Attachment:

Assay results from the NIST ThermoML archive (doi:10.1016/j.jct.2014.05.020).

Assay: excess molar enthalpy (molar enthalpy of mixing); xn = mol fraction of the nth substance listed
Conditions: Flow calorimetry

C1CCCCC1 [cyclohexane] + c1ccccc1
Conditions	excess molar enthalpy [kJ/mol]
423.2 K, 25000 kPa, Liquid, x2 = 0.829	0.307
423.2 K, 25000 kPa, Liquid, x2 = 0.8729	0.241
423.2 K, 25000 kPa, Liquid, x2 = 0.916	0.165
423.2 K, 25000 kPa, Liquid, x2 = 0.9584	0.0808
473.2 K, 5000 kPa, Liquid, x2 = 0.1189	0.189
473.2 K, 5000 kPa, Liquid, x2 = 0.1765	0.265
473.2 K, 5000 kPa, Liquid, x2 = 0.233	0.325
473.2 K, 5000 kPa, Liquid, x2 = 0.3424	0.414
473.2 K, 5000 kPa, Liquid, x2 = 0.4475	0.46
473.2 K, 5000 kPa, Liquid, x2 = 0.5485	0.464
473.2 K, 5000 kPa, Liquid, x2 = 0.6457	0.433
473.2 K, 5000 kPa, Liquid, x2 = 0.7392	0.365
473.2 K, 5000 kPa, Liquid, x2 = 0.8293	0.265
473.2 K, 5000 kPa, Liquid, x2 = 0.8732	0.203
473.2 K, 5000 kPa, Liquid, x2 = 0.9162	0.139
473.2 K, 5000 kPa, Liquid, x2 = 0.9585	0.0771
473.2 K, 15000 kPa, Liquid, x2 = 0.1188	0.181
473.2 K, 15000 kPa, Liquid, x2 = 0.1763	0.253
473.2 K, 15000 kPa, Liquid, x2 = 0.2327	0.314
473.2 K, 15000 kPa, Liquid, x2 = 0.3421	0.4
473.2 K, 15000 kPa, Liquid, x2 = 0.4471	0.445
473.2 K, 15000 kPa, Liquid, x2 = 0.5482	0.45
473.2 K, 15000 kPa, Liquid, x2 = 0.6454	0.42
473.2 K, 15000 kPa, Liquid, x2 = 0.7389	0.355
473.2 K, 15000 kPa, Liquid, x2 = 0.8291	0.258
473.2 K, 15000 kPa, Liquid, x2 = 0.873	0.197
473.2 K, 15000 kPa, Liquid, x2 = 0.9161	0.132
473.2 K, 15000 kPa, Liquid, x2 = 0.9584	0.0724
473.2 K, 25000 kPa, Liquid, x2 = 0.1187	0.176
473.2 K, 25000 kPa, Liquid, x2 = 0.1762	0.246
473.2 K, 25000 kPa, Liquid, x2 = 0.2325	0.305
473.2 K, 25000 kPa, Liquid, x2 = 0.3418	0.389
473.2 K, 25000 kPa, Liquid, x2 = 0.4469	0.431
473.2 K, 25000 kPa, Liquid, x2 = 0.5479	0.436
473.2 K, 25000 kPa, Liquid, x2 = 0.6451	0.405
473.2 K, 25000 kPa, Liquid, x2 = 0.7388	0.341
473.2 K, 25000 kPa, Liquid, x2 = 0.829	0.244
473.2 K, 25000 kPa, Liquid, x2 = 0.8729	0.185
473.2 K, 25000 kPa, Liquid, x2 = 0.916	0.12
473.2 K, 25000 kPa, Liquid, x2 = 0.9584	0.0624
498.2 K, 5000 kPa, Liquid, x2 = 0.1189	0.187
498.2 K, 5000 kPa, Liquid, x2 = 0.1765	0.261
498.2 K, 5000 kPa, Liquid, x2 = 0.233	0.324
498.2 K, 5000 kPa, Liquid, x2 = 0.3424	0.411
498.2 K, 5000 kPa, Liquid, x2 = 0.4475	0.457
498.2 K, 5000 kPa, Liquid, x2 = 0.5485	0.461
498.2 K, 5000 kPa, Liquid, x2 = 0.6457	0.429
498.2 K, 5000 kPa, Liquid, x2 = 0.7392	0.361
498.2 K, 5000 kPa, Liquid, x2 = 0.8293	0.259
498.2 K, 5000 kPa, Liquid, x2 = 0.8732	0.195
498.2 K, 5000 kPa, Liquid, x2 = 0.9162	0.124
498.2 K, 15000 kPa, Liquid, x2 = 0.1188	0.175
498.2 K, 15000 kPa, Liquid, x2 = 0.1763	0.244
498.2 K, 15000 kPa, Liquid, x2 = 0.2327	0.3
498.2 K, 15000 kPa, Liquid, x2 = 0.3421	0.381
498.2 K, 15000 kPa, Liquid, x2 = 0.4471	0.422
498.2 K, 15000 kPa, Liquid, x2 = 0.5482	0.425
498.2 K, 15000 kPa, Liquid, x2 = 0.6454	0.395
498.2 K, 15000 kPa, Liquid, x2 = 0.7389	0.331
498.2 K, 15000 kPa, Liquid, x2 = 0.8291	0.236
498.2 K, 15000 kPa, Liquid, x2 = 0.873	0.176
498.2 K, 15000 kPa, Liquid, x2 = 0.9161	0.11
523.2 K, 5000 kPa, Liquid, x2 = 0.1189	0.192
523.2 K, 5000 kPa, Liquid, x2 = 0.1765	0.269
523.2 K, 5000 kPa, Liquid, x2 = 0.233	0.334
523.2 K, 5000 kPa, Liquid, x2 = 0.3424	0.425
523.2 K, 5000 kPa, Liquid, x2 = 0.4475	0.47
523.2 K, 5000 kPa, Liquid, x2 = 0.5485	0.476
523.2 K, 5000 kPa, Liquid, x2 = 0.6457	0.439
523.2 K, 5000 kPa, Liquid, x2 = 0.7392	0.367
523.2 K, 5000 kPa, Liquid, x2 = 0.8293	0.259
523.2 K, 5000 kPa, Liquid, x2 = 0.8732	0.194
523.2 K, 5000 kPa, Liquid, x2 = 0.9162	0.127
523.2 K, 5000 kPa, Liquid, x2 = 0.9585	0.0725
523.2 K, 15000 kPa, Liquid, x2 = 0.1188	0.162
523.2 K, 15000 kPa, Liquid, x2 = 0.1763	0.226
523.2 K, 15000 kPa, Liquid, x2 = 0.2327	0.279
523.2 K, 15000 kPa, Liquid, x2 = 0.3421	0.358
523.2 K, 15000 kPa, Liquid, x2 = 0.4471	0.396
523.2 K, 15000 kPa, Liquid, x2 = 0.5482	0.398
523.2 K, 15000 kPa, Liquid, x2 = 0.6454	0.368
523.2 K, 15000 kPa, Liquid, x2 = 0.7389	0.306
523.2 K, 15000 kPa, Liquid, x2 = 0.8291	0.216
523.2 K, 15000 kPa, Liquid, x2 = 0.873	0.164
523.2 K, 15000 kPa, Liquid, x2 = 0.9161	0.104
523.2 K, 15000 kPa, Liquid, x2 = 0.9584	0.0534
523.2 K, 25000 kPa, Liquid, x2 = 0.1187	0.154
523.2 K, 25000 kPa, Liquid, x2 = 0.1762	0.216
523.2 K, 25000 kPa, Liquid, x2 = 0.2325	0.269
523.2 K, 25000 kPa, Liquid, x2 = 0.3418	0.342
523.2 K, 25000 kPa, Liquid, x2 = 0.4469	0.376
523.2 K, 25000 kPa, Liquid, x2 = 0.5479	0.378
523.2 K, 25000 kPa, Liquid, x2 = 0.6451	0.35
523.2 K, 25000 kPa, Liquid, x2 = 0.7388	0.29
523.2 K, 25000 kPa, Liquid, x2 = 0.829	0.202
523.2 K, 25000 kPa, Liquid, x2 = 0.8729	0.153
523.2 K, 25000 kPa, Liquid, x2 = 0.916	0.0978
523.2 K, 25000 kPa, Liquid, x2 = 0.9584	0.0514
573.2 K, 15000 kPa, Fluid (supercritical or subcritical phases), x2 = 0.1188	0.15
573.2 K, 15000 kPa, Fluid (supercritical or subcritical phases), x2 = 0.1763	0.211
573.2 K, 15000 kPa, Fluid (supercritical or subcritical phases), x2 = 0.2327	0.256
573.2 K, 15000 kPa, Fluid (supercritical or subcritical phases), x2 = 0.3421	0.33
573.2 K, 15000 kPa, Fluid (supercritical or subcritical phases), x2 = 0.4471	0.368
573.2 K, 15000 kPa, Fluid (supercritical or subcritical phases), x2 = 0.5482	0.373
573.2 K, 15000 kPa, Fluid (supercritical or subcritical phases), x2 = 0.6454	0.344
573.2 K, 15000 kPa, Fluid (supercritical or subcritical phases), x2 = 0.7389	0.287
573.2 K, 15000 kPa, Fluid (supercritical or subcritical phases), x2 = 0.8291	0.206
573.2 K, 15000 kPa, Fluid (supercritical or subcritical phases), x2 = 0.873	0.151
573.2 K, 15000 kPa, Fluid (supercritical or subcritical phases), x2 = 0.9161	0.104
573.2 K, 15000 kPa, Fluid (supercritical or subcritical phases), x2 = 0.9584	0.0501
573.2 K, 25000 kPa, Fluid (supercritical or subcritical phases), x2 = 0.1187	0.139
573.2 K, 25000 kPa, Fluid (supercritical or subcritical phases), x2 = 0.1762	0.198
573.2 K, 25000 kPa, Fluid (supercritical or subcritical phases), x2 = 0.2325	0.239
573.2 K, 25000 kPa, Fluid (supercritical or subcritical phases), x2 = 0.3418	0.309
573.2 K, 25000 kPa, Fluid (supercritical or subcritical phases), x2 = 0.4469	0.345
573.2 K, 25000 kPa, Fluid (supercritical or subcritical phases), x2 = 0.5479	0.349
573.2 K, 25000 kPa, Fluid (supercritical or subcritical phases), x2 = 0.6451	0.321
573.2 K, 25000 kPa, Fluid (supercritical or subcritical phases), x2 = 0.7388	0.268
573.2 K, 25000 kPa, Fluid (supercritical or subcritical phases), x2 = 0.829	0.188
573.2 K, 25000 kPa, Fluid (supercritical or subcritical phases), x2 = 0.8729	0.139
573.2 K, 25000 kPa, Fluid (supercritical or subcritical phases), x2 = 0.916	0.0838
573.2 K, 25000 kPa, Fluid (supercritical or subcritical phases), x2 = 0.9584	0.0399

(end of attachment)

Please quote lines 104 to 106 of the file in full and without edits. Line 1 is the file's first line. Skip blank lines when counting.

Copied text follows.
573.2 K, 15000 kPa, Fluid (supercritical or subcritical phases), x2 = 0.1188	0.15
573.2 K, 15000 kPa, Fluid (supercritical or subcritical phases), x2 = 0.1763	0.211
573.2 K, 15000 kPa, Fluid (supercritical or subcritical phases), x2 = 0.2327	0.256